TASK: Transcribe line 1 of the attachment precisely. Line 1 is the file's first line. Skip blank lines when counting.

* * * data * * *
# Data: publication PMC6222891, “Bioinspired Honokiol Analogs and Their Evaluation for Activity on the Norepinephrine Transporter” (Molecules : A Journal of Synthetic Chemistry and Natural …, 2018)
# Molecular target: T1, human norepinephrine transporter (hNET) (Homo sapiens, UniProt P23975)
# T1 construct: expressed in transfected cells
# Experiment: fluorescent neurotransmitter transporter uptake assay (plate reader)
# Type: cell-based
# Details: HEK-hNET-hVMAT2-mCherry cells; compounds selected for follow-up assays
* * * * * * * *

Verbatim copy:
# Data: publication PMC6222891, “Bioinspired Honokiol Analogs and Their Evaluation for Activity on the Norepinephrine Transporter” (Molecules : A Journal of Synthetic Chemistry and Natural …, 2018)